Afghan officials resign after Taliban attack

Army chief and defence minister forced to step down as country mourns loss of 130 lives in Taliban assault on army base.

Afghanistan’s army chief and defence minister have resigned following a Taliban attack on an army base over the weekend that killed more than 100 people, as the US defence secretary arrived in Kabul on an unannounced visit.

The attack, the biggest ever by the Taliban on a military base in Afghanistan , involved multiple attackers and suicide bombers in army uniforms who penetrated the compound of the 209th Corps of the Afghan National Army in northern Balkh province on Friday.

The Taliban claimed responsibility for the assault, which according to some estimates killed over 130 people.

President Ashraf Ghani accepted the resignations of Qadam Shah Shahim, the army chief of staff and Abdullah Habibi, the country’s defence minister, on Monday, according to a statement from the president’s office.

Jim Mattis was expected to meet Afghan officials and US troops, but his arrival coincided with the Friday’s Taliban assault. Sources told Al Jazeera that his arrival is to determine role and goals of the US troops in Afghanistan. 

“It is not an easy time. An attack of this scale has affected many people in this country and of course us as well, but these resignations did not affect our morale,” General Dawlat Waziri, a spokesperson of the Afghan Ministry of Defense, told Al Jazeera.

“We will make sure that whoever is responsible for this attack will face our wrath, they [attackers/Taliban] need to get ready now.”

IN PICTURES: The Afghans on the frontlines fighting the Taliban

Protesters gathered outside the presidential palace in Kabul on Monday mounting pressure for officials to held accountable, but not many did not participate in the demonstration due to high security alert in the area.

“Our government is responsible for what happened to our soldiers in Balkh and we want accountability, we demand it,” Mustafa Aminizada told Al Jazeera.

“This can not keep going on, it is too much for us. The government needs to make some serious changes.”

Al Jazeera’s Rob McBride, reporting from Kabul, said they were forced to resign and their positions were “untenable”.

“Given the scale of the attack, which has been described as nothing short of a massacre, there have been  growing calls  on social media, the local media, the streets and even in parliament for both of these men to go,” he said.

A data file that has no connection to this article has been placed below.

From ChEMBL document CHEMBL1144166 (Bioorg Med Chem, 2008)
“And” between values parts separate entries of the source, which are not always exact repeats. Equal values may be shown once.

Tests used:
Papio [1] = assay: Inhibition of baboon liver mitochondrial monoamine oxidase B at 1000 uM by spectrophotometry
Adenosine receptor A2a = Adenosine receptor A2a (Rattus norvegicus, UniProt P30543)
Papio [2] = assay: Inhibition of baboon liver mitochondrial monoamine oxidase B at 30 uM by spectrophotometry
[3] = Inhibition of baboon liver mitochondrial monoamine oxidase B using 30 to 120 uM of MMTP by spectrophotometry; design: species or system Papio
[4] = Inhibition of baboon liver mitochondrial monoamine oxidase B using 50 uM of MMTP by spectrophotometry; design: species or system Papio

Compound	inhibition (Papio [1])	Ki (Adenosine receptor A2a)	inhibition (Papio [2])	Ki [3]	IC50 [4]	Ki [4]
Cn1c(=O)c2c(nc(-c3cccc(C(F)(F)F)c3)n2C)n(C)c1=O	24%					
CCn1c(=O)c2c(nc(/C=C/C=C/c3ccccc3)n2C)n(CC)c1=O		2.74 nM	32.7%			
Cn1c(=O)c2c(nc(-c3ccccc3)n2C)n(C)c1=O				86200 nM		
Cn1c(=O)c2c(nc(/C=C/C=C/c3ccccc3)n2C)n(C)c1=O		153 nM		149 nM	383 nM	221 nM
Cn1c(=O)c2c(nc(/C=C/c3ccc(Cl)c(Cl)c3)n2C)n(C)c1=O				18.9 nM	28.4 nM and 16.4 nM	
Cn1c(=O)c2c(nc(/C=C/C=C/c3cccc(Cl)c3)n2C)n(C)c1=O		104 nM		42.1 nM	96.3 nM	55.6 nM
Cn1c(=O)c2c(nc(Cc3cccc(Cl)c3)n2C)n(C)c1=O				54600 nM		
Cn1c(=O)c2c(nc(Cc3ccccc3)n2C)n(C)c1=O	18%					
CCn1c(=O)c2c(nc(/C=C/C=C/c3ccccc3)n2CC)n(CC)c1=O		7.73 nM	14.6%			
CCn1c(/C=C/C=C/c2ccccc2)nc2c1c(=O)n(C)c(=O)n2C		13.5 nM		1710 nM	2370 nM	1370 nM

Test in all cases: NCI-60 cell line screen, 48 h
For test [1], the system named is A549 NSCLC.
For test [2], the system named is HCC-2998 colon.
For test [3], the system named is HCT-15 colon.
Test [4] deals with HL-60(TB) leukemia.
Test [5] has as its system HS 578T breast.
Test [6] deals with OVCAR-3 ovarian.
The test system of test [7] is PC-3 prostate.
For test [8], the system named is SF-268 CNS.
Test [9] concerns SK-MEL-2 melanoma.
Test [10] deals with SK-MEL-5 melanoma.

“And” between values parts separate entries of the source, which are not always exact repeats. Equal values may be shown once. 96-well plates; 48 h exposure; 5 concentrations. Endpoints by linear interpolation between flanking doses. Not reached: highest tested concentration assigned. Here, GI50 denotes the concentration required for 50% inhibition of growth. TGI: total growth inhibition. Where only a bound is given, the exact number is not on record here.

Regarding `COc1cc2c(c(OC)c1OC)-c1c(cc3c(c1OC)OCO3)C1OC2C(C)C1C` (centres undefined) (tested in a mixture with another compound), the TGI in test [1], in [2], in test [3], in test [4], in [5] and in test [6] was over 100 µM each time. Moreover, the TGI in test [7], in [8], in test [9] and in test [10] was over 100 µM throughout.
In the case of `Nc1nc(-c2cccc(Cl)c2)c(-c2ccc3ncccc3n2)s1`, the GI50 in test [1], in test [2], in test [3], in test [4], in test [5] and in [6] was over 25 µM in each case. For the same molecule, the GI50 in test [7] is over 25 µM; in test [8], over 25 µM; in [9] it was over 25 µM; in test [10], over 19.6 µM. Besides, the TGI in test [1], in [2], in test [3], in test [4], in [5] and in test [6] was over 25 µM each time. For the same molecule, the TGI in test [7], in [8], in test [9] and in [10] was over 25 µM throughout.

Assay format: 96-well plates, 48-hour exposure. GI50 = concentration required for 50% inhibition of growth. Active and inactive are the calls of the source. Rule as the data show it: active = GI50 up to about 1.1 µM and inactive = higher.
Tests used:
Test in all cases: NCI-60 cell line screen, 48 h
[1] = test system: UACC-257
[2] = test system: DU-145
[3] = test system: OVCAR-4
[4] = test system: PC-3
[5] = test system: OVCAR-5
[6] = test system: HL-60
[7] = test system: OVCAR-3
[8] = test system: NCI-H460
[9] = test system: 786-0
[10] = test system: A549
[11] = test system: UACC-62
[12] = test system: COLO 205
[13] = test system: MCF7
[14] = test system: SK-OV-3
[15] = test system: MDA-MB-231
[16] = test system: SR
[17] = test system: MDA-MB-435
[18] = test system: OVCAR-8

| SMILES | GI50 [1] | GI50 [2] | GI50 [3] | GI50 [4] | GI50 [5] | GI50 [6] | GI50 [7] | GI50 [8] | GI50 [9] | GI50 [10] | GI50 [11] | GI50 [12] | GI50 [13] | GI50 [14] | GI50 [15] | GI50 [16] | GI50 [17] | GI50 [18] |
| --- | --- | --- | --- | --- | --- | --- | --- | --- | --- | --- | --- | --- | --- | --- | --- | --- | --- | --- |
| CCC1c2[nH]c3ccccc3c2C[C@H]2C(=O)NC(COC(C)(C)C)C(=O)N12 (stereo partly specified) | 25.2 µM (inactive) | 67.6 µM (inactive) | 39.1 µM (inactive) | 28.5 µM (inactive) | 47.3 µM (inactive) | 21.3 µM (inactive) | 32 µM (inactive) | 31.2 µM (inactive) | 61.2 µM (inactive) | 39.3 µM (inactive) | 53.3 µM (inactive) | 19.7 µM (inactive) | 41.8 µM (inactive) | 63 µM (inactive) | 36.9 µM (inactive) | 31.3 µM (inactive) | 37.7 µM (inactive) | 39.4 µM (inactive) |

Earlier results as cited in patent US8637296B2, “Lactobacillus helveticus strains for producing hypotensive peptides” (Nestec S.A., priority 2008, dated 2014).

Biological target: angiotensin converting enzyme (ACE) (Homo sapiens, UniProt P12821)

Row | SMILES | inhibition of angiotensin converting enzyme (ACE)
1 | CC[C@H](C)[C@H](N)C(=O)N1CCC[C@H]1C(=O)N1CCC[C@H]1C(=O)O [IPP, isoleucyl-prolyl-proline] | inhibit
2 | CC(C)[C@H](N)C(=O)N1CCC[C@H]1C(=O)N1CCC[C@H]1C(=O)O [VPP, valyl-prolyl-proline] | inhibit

“Both of these men were under pressure for a similar attack just over a month ago when infiltrators managed to get inside a hospital and claimed more than 50 lives.”

“The defence minister managed to escape a vote of no-confidence in parliament and narrowly held on to his job. So, both men have now taken a logical step.”

On Sunday, Afghanistan marked a day of national mourning , with memorial services held at mosques and the Afghan flag flying at half-staff on government buildings and offices across the country.

READ MORE: Hamid Karzai calls MOAB ‘brutal act against innocent people’

The attack in Balkh raises serious questions about the Afghan military’s capability to stand on its own in the civil war following the withdrawal of foreign combat forces at the end of 2014.

“We’re also approaching a sensitive time when the Taliban launches its spring offensive. The military has to be on its guard,” our correspondent said.

101 EAST: Afghanistan – Taliban At The Gates (25:34)

“This attack further undermines the military. There has already been talk about corruption and allegations of poor leadership. This does nothing to strengthen the army at this time.”

Al Jazeera’s political analyst, Hashmat Moslih, said the attack highlighted the continuous failure of military intelligence as well as the wider intelligence gathering of security forces.

“While the Taliban have homed in on toppling the government, the government’s efforts are scattered,” he said.

“The government is predominantly engaged in undermining its political rivals within the power sharing government.”

The American and other foreign troops remaining in Afghanistan are now mostly acting in an advisory and training role, with some combat assistance.

Source: Al Jazeera, News Agencies